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Setting the agenda for responsbile gambling

| By iGB Editorial Team
The body charged with advising the Gambling Commission and the Government on implementing a national responsible gambling strategy recently published its new three-year plan for progressing its initiatives. Bahar Alaeddini of Harris Hagan looks at the background and the 12 areas for action identified in the plan.

The national Responsible Gambling Strategy Board (the “Board”) recently published its new strategy (the “Strategy”) aimed at minimising harm over the next three years.

The Strategy was published following a public consultation and covers all forms of gambling. It is designed to set the agenda on responsible gambling for a wide range of stakeholders, including gambling operators, and sets out a vision of what a “desirable outcome” would look like. This makes it essential reading for anyone in the UK gambling industry.

The previous strategy, covering the period 2013-2016, was published in December 2012. There have been a number of developments since the previous incarnation. These include the marked change to the responsible gambling agenda, the move to a point-of-consumption licensing regime, significant technological change affecting the structure of the industry and products offered to consumers in Great Britain, substantial growth in advertising, and increased public concerns about the maximum (£100) size of stakes on B2 gaming machines.

The Board

The Board provides independent advice to the Gambling Commission (the “Commission”), and through it to the Government, on a national responsible gambling strategy. The members are appointed for their expertise, not to represent any particular group, and work within the context of the view that gambling should be regarded as a legitimate leisure time activity. Part of the Board’s role is to provide advice on how best to achieve its statutory obligation to achieve an appropriate balance between regulatory requirements intended to reduce harm, and the desirability of giving players the freedom to choose how to spend their leisure time.

Sir Chris Kelly KCB chairs the Board and the other members have a range of expertise on the gambling industry, socially responsible gambling, public health, addiction and counselling services and research.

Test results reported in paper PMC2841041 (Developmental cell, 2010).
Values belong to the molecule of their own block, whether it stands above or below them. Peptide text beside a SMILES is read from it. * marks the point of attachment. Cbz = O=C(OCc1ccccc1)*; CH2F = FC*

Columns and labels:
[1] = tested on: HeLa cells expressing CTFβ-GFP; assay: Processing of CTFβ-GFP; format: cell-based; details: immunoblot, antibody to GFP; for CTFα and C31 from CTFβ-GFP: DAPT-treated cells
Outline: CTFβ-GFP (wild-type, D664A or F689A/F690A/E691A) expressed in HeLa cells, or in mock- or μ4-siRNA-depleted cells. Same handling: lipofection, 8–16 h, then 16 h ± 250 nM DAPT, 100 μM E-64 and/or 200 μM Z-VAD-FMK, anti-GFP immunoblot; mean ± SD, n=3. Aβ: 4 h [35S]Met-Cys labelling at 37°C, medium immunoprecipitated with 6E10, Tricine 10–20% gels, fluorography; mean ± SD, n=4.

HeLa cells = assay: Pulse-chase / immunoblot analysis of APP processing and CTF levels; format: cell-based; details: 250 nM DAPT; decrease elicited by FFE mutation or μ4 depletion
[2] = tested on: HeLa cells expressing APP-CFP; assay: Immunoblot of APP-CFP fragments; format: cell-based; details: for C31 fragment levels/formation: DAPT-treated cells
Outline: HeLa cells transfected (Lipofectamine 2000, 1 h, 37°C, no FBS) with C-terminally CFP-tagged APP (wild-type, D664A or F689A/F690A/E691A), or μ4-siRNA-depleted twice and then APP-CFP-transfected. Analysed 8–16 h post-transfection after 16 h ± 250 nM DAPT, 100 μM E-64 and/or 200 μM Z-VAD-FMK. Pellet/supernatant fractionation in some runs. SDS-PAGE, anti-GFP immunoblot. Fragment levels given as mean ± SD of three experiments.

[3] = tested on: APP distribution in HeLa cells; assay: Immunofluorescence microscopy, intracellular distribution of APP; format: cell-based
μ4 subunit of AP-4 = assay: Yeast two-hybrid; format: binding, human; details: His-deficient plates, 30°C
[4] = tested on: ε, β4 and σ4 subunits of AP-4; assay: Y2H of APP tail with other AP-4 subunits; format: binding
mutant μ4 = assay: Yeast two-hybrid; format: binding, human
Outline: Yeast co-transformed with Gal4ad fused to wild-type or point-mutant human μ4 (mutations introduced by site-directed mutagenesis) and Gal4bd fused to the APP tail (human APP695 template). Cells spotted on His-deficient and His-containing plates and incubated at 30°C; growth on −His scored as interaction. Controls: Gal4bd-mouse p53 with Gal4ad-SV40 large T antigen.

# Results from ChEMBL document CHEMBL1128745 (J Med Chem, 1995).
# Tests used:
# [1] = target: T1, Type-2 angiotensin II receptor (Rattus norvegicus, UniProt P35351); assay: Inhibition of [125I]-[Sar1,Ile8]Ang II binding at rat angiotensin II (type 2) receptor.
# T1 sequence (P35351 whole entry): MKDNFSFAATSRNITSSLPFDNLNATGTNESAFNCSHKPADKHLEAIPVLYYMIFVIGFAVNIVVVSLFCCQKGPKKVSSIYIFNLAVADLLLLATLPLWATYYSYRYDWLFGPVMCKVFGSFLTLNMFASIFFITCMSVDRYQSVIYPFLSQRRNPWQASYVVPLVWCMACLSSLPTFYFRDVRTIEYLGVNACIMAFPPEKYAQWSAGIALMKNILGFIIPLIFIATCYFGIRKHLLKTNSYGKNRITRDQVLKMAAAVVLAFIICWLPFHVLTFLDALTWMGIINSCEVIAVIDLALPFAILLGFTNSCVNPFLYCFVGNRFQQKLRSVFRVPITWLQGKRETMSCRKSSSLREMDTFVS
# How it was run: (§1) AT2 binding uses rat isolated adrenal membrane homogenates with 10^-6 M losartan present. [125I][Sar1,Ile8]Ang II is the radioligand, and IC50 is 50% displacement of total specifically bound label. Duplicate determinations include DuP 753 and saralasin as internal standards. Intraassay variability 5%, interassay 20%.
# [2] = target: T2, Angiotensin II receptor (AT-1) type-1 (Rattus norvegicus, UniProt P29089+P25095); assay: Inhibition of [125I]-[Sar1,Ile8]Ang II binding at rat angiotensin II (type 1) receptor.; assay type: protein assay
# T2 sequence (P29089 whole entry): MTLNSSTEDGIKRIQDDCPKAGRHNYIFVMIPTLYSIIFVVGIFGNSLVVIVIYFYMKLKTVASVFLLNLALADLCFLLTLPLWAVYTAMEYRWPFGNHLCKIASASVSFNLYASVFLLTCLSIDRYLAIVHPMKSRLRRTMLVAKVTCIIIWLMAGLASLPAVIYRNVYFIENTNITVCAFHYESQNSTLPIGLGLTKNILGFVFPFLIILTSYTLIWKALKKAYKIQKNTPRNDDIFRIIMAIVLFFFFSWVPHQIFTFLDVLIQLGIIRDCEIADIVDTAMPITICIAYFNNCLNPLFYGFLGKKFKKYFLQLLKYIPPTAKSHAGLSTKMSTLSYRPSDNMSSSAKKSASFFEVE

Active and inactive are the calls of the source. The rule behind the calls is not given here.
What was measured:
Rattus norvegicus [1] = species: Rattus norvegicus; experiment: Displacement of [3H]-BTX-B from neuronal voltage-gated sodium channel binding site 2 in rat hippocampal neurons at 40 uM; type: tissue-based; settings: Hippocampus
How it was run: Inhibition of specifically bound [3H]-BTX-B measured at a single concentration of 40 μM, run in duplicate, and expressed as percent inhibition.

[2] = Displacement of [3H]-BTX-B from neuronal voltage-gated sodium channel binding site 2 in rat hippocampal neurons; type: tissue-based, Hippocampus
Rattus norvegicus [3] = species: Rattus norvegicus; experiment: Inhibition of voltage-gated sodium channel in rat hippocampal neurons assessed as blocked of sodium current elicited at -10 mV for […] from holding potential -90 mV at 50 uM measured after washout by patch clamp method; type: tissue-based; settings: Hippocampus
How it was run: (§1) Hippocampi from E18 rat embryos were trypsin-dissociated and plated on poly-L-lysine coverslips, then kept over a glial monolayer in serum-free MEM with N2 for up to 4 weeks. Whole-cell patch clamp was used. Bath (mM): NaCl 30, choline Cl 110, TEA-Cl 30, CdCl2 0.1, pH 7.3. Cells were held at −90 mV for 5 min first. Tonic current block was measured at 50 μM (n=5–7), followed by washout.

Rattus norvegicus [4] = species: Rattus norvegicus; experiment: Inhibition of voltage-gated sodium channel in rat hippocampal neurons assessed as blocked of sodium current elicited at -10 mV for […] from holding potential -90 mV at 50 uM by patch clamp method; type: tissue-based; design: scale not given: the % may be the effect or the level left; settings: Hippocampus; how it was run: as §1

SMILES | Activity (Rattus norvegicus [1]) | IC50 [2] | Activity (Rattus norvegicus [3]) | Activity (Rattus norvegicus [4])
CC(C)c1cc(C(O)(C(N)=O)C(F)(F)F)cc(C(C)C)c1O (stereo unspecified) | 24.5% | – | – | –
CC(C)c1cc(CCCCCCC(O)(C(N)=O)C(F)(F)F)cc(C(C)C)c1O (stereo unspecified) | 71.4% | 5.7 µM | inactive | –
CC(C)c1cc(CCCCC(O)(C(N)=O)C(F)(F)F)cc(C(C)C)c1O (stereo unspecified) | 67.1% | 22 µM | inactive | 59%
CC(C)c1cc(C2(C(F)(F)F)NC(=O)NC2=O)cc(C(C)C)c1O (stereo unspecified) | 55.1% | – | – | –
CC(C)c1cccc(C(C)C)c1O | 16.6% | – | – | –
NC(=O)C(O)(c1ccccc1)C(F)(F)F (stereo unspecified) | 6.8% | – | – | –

No powers

The Board has no powers to implement any of its recommendations directly; its recommendations are implemented by the gambling industry through its social responsibility programmes, the Commission through its regulatory activities and the Responsible Gambling Trust.

Strategy objectives

The overarching aim of the Strategy is to minimise gambling-related harm; such harm goes wider than that experienced by problem gamblers, and includes their families, their employers, their communities and society more widely.

The Strategy has five priority objectives, as below, for the next three years to help move closer to the Board’s vision of what the future should look like in relation to responsibility in gambling:

• to develop more effective harm minimisation interventions, in particular through further experimentation and piloting of different approaches;
• to improve treatment through better use of knowledge, data and evaluation;
• to build a culture where new initiatives are routinely evaluated and findings put into practice;
• to encourage a wider range of organisations in the public and private sector to accept their responsibility to tackle gambling-related harm; and
• to progress towards a better understanding of gambling-related harm and its measurement.

12 priority actions

To achieve its five priority objectives, the Board has identified 12 priority actions, as below, that are important in progressing the priority objectives over the next three years.

Many of the actions are interconnected and in most cases they have already begun, or are planned. The Board believes that the key will be to implement effectively what is intended and to consolidate the gains.

This article is no substitute for reading the Strategy in detail as it sets out the background to each priority, the stakeholder tasked with lead responsibility, indicative timescale for completion and indicators of success. It is worth noting that the Strategy does not address the current hot (public and political) issue of maximum stake size on B2 gaming machines (also known as FOBTs),because the Board is providing its advice on this in the forthcoming triennial review of stakes and prizes.

Priority action 1: Understanding and measuring harm –

• This action involves research intended to create a more sophisticated understanding of the nature of harm associated with gambling.